China M&A: Investing in China, for China
China outbound M&A has taken the headlines in recent years, both in terms of government attention and media coverage.
Driven by loosening domestic policy and the generally favorable global economic and financing conditions, China’s outbound M&A deal value grew from circa $50 billion in 2011 to circa $220 billion in 2016.
But in response to large capital outflows and the widening capital account deficit, the Chinese government clamped down on outbound investment in late 2016, through new regulation that restricted outbound investment in certain sectors and strengthened requirements for new outbound investment approval and registration. This has resulted in a significant reduction in outbound M&A activity since 2017.
The new outbound investment regulations coincided with a general crack-down on excess financial leverage in China’s domestic economy, which included reining in the rapid growth of the shadow banking system and a tightening of money supply to reduce systemic risk in the economy. This general tightening of domestic liquidity significantly impacted Chinese companies’ abilities to access onshore financing for outbound investment.
In addition to the progressive restrictions in their home market, Chinese investors have also been facing increasingly restrictive foreign investment screening measures, regulation and political scrutiny abroad. More recently, the rising political tensions between China and the US, the heightened political sensitivity around the world to protect domestic companies following the Covid-19 outbreak and, a growing focus on data protection and consumer privacy regulation, have resulted in the deal value of Chinese outbound M&A declining to the lowest level in over a decade.
But with the media and government spotlight firmly on Chinese outbound M&A, the resilience of the country’s inbound M&A during the past two years has stayed somewhat below the radar. Despite the significant slowdown in global M&A activity as a result of the Covid-19 pandemic, the total deal value for China inbound M&A reached circa $40 billion over the first eight months of 2020, which is already equal to the value for the whole of 2019. This is in sharp contrast to total outbound M&A deal value of only $14 billion in the first eight months of 2020, compared to $60 billion for the whole of 2019. China’s inbound M&A deal value is clearly on track to surpass its outbound deal value for the first time in over a decade.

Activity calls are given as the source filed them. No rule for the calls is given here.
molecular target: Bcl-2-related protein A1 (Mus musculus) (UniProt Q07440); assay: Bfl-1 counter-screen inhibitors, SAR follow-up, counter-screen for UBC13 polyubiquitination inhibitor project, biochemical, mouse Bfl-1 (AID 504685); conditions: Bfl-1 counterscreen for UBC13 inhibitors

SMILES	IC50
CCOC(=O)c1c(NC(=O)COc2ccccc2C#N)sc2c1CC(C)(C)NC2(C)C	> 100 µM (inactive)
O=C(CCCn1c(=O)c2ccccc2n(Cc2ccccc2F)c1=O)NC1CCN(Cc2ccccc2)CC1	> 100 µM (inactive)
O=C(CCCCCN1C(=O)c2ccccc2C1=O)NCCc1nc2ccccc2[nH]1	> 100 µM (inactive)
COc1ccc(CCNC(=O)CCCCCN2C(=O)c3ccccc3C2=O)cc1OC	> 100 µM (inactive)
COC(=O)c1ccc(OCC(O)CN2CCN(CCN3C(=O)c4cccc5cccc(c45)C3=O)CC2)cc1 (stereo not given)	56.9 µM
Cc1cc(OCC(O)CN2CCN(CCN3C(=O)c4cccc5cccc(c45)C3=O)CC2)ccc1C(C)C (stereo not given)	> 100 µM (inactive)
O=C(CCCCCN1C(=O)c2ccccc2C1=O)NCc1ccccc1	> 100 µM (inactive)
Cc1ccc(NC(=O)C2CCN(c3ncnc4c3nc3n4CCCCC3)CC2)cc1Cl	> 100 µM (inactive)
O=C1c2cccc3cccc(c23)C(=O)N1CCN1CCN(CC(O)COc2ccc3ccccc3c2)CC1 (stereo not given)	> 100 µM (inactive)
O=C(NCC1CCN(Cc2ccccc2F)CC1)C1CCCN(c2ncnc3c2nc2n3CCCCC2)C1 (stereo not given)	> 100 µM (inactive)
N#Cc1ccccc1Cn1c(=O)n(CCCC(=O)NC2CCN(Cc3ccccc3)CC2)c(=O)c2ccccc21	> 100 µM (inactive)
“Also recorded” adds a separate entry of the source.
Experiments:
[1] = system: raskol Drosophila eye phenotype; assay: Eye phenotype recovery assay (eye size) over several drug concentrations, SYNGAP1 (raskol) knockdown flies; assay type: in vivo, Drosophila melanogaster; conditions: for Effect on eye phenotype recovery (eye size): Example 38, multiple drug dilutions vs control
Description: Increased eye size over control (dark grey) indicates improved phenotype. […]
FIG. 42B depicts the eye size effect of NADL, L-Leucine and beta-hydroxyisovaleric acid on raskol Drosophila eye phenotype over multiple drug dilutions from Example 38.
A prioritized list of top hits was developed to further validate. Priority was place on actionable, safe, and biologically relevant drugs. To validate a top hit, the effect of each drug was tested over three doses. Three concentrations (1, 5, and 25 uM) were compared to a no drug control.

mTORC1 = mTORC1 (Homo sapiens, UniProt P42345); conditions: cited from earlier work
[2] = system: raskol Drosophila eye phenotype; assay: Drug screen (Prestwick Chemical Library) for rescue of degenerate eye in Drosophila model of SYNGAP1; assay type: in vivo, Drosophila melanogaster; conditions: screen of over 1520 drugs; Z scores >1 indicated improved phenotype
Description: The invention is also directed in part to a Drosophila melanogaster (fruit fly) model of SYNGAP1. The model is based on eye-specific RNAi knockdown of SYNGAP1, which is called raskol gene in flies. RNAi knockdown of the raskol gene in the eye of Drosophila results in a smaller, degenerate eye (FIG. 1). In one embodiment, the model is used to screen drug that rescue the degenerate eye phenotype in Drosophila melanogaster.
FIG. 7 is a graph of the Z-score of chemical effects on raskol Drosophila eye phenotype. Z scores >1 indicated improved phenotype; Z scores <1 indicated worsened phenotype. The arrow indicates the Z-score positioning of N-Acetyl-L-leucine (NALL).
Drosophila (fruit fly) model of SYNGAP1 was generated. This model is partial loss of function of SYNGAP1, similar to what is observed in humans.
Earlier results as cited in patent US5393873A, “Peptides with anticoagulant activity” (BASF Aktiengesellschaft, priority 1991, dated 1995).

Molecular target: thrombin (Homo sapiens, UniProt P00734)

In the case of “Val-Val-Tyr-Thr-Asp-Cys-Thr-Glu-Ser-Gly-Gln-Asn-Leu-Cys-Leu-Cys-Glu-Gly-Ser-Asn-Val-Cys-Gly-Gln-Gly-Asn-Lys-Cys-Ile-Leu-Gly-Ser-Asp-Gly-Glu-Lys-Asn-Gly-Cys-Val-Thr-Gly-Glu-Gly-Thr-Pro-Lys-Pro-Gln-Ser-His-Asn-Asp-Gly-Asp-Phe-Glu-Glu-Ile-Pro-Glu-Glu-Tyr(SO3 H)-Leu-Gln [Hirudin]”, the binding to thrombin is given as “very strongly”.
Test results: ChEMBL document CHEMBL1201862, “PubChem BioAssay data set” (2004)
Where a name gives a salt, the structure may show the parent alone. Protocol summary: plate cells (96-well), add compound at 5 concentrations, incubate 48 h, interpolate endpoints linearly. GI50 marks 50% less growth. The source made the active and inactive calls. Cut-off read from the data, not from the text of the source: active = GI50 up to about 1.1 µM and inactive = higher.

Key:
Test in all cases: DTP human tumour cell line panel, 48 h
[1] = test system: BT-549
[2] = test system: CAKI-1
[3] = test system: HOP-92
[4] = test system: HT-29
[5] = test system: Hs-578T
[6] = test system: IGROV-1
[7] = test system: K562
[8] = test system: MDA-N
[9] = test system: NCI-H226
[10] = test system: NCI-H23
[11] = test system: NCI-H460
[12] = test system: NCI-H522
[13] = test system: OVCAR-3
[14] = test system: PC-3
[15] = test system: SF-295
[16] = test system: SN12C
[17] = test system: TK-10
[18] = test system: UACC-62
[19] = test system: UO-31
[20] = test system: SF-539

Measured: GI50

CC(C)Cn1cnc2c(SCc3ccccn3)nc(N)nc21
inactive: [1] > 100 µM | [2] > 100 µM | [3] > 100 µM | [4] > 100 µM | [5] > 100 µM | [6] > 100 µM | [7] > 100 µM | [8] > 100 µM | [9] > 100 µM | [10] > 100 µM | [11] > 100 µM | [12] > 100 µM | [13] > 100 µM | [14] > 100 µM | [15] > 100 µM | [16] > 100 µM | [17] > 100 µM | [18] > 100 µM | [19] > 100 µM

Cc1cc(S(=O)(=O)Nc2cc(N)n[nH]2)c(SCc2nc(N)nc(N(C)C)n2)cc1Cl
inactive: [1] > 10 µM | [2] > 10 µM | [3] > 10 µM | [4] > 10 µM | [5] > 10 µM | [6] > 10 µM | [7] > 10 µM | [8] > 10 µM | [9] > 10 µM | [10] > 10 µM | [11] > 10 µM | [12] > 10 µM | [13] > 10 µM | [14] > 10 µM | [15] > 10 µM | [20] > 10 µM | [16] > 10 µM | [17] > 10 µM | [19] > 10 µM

Inbound investment by Multinational Corporations (“MNCs”) is increasingly aimed at developing their competitive position within the Chinese market, as opposed to obtaining a low-cost manufacturing location for exports. While China’s eroding cost advantage is not new, there are several recent developments that are going to accelerate the trend of MNCs “investing in China, for China”. These include the rise in international trade protectionism; a quicker recovery of the Chinese economy from Covid-19 that is progressively being driven by consumer spending; expansion of Chinese government policy that is aimed at encouraging domestic sourcing; a maturing economy with steadily more competitive domestic companies; and liberalization of China’s foreign direct investment regulation.
Rising international trade protectionism
Global market and trade integration look set to slow in the coming years, with both international trade and global foreign direct investment expected to decrease significantly in 2020 due to the Covid-19 pandemic.
Trade protectionism is on the rise, driven by rising populist sentiment and a public backlash against economic globalization. Exports are being impacted by the US tariffs placed on more than US$360bn of Chinese goods. Growing international trade tension is forcing MNCs to reconsider their foreign investment decisions and locations. As a result, MNCs are increasingly moving their export manufacturing operations to countries that are not affected by tariff policies, and that also provide low cost manufacturing and global market access.
A recovering economy that is increasingly driven by consumption
After an initial 6.8% fall in Gross Domestic Product (“GDP”) in the first quarter of 2020, China has emerged as one of the first countries to show signs of recovery from the fallout of the Covid-19 pandemic. With Covid-19 lockdown restrictions in China already being eased in April, GDP grew by 3.2% in the second quarter of 2020, compared with the same period in 2019.
Although initially a weak spot in the country’s economic recovery, consumer spending also began to improve in August. Rising consumption is expected to be a key factor in MNC interest in inbound M&A. The Chinese government is encouraging investment in consumer-related industries, as the country tries to shift away from exports, infrastructure investment and heavy industry – towards consumption-based growth. Consumption has increased from circa 34% of GDP in 2010 to circa 40% in 2019. By contrast, Chinese exports have fallen from 35% of GDP in 2007 to just 17% in 2019.